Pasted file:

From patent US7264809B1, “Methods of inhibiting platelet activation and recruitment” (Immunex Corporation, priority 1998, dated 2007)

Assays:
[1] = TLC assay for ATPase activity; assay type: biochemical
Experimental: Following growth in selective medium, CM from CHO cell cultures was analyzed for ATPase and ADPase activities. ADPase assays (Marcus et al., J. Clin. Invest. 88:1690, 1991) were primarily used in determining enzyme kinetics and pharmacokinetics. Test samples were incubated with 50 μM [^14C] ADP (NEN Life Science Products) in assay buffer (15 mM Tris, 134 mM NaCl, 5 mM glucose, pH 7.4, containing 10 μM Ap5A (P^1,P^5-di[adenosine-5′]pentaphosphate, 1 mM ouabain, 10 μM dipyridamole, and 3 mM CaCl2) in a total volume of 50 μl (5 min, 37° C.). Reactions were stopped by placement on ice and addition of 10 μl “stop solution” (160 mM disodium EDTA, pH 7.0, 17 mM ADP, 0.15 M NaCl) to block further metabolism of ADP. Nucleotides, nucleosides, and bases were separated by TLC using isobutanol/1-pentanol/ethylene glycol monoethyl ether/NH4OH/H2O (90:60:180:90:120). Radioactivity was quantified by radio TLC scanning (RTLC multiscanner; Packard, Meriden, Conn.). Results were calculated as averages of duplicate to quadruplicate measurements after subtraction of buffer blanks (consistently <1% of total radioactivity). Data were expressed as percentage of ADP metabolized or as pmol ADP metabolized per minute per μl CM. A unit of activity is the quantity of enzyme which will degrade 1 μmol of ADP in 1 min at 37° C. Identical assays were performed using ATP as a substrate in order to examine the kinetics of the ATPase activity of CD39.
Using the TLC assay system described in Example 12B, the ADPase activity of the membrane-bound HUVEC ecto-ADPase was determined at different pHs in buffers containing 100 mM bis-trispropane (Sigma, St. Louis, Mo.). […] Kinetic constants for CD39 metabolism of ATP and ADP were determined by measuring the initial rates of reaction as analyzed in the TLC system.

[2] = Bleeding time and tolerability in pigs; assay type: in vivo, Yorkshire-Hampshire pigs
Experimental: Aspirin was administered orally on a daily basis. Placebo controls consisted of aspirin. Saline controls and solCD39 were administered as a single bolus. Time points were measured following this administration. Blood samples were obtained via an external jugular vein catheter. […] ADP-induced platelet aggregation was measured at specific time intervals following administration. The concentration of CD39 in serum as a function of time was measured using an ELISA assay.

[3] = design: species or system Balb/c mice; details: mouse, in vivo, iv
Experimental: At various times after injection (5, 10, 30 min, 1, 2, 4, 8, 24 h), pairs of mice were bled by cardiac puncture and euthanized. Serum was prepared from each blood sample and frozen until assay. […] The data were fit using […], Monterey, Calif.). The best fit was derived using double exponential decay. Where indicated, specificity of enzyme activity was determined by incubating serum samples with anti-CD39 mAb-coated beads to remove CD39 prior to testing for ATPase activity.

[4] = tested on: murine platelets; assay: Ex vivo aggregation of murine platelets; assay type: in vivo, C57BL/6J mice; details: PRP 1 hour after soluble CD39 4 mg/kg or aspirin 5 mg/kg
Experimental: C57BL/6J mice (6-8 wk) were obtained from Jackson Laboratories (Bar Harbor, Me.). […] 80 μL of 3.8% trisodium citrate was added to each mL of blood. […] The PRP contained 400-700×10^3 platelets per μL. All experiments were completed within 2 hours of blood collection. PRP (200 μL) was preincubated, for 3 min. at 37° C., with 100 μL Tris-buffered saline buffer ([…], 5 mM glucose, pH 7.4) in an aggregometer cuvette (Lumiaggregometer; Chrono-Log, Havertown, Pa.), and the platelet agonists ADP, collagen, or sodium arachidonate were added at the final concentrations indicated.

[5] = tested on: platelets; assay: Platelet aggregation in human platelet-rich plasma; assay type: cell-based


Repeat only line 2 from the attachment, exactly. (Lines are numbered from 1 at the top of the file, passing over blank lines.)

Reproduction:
Assays: